If so, Christ has other ways, as Herbert well knew. In another poem entitled The Holy Communion, the Rector of Bemerton addresses Christ observing that “by the way of nourishment and strength, Thou creep’st into my breast; Making thy way my rest, And thy small quantities (the Bread and Wine) my length; Onley thy grace, which with these elements comes, Knoweth the ready way, And hath the privie key, (the secret key) Op’ning the souls most subtile rooms;” what Herbert is describing here is the cumulative effect of the eucharist. Christ under the forms of bread and wine, ordinary food, enters into the depths of our hearts and minds and slowly over time, a life time – with great care and patience – opens with the secret key of his love our soul’s “most subtile rooms” where we store our guilt and shame, our shouting sins on whispering sins, our thorns and hostilities we direct against ourselves. As Christ’s compassion finds its way into the secret rooms within us, and even those places we dare not acknowledge, all is drawn together and caught up into Christ. Our thorns are not necessarily taken away but instead they are transfigured in such a manner that we come to know with the whole bent of our being, our imperfections in full view, that Christ’s grace, Christ’s love, is indeed sufficient and able, beyond all understanding and reasonableness, to embrace and cover all.


And so it is my brothers and sisters, once again, on this day and at this hour, in whatever state you find yourself – Love, with his “privie key” bids us welcome.


May we indeed sit down and taste Love’s meat.


Amen.

One of the great pioneers in the area of mental health in the United States was a man by the name of Karl Menninger. His research and his findings regarding the causes and treatment of mental illness are widely respected. On one occasion Dr...
July 23, 2008
Tagged in: Sermons

Isaiah 61: 1 – 3a
2 Corinthians 5: 17 – 6: 2
John 20: 19 - 23          

“The Spirit of the Lord is upon me,” cries the prophet Isaiah in our first reading.

It is not that the prophet, after calm and careful consideration, has decided to speak on the Lord’s behalf, rather he has been pounced upon, tracked down, riven through by God’s insistent urgency. This call is nothing Isaiah has sought or asked for. And the task the Spirit sets before him is overwhelming: bringing good news to the oppressed; binding up the broken hearted; proclaiming liberty to captives and also proclaiming the year of the Lord’s favour. This last, the Year of the Lord’s favour, is a reference to the Jubilee Year described in the Book of Leviticus: a time yet to be realised in which land is allowed to lie fallow and to rest from use and exploitations; slaves are given freedom; debts are cancelled and all the patterns of relationship that constitute human community are reordered in an all-embracing act of release and reconciliation. All structures of bondage or oppression are dismantled, and God’s justness and compassion are allowed to run free – building up, healing and making whole.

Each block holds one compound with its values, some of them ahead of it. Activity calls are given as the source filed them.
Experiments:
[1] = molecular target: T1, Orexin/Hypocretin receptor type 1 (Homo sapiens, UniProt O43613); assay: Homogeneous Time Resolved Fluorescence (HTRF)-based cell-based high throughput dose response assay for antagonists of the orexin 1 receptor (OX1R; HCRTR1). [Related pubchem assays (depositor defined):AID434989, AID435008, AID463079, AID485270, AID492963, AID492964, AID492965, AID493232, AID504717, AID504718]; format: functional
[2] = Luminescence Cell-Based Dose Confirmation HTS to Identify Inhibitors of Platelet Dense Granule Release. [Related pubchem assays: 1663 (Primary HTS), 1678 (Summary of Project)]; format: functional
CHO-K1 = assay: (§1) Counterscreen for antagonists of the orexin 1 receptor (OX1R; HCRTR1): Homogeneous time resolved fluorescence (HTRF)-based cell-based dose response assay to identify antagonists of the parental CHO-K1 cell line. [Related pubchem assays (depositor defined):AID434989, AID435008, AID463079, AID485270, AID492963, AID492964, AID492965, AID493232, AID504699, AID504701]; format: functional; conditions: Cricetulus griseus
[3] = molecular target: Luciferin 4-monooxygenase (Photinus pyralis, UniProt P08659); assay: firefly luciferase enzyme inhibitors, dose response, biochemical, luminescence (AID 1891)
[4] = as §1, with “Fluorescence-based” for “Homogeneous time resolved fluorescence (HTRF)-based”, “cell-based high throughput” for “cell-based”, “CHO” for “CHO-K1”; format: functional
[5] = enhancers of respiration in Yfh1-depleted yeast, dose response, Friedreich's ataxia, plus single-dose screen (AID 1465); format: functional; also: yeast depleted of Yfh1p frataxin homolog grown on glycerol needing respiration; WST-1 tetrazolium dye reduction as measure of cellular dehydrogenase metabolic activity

When Jesus, at the beginning of his ministry enters the synagogue at Nazareth and is invited to read, it is this same passage from Isaiah that he chooses, declaring when he has finished reading, “Today this scripture has been fulfilled in your hearing.” Through the words of the prophet Isaiah, the Spirit who bore down upon Jesus at his baptism as God named him the Beloved, and then drove him into the wilderness to be formed and made ready for al that lay ahead, including the Cross, bears down upon him once again.

“It is a fearful thing to fall into the hands of the living God,” we are told in the letter to the Hebrews. No one knew this better than Jesus and the Prophet before him. To say yes to the Spirit is always costly, however the Spirit may approach us. This call can take many forms: sometime it is the fruit of careful consideration, sometimes it is suddenly thrust upon us, and, in the case of Isaiah, it may overwhelm us.

And yet, at the same time, if a particular vocation is meant for us, it will, as one of the characters in a contemporary  novel, Evensong, observes, “keep making more of us.”

Paradoxically, however, this process of being made more of involves not only possession: new skills, greater competency, an increase in knowledge and wisdom, but it also requires relinquishment and letting go of familiar patterns of thought and action which cannot contain what is new.